Conservation Status

A third of the 316 existing pigeon and dove species are believed to be Threatened by the World Conservation Union (IUCN). Many of these species occupy small oceanic islands and have very limited ranges. The passenger pigeon, once found in North America in flocks of millions, was driven to extinction by human hunting.

ROCK PIGEON

Columba livia

SPECIES ACCOUNTS

Physical characteristics: Rock pigeons are blue-gray in color, with short tails and long, strong wings.

Geographic range: Rock pigeons are found worldwide.

Habitat: Rock pigeons breed in cliff areas or on human buildings. They occupy diverse areas including deserts and grasslands, as well as urban settings.

Diet: Rock pigeons eat grains and seeds.

Behavior and reproduction: Rock pigeons are strong fliers. They generally begin to roost before the sun goes down and wake at dawn. Rock pigeons do not sleep in trees but use a wide variety of crevices, including spaces under rooftops. Rock pigeons are extremely curious birds who investigate their surroundings carefully.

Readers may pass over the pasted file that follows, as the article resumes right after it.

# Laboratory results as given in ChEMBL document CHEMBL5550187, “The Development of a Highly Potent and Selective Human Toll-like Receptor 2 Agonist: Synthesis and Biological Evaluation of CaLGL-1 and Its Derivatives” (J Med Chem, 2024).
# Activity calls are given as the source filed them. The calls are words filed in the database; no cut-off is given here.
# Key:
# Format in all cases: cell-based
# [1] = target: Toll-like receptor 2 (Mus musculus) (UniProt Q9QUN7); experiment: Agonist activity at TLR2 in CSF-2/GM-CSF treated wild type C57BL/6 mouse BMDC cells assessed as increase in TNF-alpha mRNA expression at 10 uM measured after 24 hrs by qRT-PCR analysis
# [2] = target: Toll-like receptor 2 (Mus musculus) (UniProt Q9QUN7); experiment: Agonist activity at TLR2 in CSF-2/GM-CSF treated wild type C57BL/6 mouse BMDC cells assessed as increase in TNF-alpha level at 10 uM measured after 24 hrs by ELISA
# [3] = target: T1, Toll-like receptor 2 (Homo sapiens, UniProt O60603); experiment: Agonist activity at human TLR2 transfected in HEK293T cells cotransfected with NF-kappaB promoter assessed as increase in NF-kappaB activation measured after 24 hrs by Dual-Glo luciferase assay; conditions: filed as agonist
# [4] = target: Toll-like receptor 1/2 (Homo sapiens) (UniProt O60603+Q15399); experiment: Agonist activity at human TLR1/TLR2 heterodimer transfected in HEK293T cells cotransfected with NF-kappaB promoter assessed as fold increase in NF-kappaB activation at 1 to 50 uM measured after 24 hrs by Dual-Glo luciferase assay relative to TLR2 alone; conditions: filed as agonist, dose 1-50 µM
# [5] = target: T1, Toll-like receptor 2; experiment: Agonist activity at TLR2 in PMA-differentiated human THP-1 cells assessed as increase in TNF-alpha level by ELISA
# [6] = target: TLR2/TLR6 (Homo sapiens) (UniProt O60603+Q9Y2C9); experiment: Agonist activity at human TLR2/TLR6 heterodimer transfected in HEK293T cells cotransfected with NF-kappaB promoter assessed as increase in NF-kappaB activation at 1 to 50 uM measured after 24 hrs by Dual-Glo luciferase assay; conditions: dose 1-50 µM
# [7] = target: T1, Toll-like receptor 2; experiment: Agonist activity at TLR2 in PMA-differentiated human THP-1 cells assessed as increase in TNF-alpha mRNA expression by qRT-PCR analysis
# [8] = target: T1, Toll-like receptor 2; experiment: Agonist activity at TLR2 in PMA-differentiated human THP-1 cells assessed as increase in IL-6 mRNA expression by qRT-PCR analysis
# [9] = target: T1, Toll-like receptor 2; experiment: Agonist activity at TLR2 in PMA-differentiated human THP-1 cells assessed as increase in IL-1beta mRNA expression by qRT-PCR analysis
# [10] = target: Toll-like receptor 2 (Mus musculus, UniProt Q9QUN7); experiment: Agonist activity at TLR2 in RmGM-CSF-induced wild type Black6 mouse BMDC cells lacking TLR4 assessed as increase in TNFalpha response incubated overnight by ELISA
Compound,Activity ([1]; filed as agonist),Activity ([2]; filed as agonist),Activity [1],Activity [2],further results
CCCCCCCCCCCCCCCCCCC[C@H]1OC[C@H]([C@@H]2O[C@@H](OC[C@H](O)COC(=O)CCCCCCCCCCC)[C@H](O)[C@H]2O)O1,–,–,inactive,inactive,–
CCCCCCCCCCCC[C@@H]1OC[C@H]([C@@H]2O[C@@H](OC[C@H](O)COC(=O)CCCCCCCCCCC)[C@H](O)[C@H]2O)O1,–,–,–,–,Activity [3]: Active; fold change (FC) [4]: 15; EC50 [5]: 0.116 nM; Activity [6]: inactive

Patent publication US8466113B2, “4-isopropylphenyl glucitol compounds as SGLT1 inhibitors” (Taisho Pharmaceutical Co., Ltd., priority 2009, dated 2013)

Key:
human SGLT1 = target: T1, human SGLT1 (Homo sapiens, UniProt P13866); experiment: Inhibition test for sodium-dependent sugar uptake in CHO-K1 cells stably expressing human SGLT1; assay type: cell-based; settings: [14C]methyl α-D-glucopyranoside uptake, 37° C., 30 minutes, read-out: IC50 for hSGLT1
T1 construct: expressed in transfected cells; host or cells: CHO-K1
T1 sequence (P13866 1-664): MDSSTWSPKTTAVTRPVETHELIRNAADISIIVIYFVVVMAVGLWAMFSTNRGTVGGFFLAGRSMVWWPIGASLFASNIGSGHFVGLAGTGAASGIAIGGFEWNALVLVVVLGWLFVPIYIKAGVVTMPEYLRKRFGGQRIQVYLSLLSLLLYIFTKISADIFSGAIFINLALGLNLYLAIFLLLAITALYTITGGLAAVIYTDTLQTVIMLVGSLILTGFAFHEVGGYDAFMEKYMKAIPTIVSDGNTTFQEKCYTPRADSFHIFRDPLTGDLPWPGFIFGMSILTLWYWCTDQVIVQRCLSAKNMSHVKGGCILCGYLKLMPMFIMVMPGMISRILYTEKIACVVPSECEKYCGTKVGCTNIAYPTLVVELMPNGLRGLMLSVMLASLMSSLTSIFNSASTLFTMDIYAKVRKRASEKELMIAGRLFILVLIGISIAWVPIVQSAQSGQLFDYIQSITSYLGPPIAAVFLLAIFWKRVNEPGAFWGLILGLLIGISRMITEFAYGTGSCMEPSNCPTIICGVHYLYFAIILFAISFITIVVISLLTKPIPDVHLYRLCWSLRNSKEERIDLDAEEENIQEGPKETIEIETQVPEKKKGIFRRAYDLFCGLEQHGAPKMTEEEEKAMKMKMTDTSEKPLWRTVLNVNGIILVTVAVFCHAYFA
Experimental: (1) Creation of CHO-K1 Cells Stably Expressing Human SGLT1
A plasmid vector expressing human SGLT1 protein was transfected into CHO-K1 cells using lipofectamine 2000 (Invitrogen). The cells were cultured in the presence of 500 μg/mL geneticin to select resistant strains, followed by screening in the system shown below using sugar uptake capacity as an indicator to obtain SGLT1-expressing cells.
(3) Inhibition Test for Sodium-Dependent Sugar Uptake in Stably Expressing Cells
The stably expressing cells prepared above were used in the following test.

Courtship in rock pigeons involves both partners using their bills to preen, or smooth, their back feathers. Females may stick their bills in the male's bill during courtship, the way young pigeons do when they feed. Both partners then preen each other's heads and necks. The female lays two eggs at a time. Chicks hatch after seventeen or eighteen days. Young are fed crop milk and, later, seeds. Chicks are able to fly after four to five weeks.

Rock pigeons and people: The rock pigeon has been domesticated, tamed, several times, in several different places, by humans. The first domestication may have occurred as long as 10,000 years ago. Rock pigeons have been trained to carry messages. In urban settings, they may be a health hazard to humans since many pigeons carry disease and parasites such as mites and ticks.

Conservation status: Interbreeding with domesticated rock pigeons that have returned to the wild threatens the species, because their young then carry genes from the domesticated varieties, which are usually bred by humans. ■

Resident Breeding Nonbreeding

American mourning dove (Zenaida macroura)

Resident Breeding Nonbreeding

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